First, we’ll look at where we are now. We’ll gather data and talk to people who work at or in partnership with the agencies of origin, and we’ll come up with quantitative measures of our performance. It will be important as we’re doing this exercise to ask ourselves: “Are our processes set up to deliver our services in the ways that best support outcomes for children, youth, and families?” This means not just counting transactions, but measuring the quality and the sustained impact our actions. Then, we’ll connect those driving factors to the child outcome goals that we are working right now to establish, as well as to effective practices throughout the country. That will help us set targets for improvement ― and strategies to reach them.

This assessment and plan for improvement will help the new agency shift gears where necessary and monitor success as we implement new efforts. In this first year of the new agency and into the future, we will increase the positive observable impact we have on children, youth and families by setting these targets and implementing high-quality plans to meet them.


Holly Wyrwich

We know that when we provide the right combination of services at the right time, we can build resilience in a child or family, or prevent them from even entering into the child welfare and juvenile justice system in the first place. Our task at DCYF is to provide a suite of support services needed to reduce further trauma and help families to experience healthy and resilient lives.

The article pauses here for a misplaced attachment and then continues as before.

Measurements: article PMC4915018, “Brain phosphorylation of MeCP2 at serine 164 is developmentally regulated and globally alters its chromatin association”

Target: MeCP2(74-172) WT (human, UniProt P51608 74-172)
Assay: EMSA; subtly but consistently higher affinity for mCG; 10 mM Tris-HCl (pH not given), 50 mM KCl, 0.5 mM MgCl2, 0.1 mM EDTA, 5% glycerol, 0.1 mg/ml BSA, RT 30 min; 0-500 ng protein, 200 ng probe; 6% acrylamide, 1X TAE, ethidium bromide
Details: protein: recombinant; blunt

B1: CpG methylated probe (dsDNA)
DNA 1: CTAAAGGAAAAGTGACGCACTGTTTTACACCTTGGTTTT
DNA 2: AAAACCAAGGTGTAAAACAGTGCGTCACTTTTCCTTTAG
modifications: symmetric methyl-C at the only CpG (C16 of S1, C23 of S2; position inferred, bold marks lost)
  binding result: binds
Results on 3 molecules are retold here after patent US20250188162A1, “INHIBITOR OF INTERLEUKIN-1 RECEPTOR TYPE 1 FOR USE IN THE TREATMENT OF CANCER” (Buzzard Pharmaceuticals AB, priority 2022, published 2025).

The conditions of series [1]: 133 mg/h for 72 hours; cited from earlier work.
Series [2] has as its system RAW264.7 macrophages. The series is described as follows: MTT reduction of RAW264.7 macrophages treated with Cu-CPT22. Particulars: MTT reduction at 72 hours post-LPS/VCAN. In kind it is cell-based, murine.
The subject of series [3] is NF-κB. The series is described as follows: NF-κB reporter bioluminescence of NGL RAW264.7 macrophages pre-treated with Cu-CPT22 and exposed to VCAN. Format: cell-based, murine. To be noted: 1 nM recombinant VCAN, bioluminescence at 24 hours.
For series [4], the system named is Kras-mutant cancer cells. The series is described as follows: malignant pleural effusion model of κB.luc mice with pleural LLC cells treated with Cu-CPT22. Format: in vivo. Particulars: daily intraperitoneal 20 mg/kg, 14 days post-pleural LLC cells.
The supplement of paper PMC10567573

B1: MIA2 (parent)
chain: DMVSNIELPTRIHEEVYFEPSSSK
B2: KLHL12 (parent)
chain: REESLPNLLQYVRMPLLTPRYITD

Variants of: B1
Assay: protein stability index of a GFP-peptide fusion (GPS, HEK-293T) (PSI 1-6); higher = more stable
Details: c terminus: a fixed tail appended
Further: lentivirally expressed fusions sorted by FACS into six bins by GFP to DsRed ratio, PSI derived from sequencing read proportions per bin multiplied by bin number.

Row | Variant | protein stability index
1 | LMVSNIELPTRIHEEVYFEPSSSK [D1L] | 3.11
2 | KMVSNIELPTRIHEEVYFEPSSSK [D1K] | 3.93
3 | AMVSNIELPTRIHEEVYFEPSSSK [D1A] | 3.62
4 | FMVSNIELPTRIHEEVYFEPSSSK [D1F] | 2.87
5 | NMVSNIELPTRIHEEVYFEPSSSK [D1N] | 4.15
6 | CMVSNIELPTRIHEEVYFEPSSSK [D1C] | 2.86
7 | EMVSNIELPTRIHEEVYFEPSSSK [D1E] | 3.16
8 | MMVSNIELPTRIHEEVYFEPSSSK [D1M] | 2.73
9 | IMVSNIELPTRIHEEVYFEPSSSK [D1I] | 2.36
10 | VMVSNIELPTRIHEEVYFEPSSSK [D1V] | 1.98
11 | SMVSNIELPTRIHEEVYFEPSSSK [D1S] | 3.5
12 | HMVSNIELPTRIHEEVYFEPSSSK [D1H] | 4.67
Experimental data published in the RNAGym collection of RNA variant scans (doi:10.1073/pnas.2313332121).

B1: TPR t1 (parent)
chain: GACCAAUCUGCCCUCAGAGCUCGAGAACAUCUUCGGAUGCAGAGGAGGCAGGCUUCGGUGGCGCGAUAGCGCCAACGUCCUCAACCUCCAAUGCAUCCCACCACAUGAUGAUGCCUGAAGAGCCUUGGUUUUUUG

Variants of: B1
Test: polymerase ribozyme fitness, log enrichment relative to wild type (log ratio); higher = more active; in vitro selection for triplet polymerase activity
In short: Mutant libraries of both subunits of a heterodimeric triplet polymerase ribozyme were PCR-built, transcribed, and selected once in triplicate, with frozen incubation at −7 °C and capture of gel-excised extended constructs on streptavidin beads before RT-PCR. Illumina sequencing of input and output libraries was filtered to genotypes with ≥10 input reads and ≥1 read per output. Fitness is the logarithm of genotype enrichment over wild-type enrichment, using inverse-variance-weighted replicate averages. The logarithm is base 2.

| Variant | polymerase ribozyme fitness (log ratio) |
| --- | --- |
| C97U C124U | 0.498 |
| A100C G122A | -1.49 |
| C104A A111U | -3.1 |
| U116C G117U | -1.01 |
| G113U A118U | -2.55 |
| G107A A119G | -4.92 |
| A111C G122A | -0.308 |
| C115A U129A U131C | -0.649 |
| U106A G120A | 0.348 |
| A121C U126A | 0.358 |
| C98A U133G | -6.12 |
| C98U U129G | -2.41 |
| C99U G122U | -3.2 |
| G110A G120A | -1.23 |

Building an integrated services approach allows us to look critically at how clients move through our systems and what improvements we can make to those experiences. Where the Baseline Performance Assessment will look at what determines the quality and sustained impact of our actions with clients, the integrated services approach will help re-envision how we deliver the system of services.

Our work begins by looking at the current services we offer and evaluating them on how well they achieve positive outcomes goals. We will identify problem and success points across child welfare, early learning and juvenile justice programs and look for opportunities to create a cohesive approach, increase efficiencies and improve family experiences. We will identify gaps in delivery of and connection to services in order to align the structure of our system with the outcomes we hope to achieve.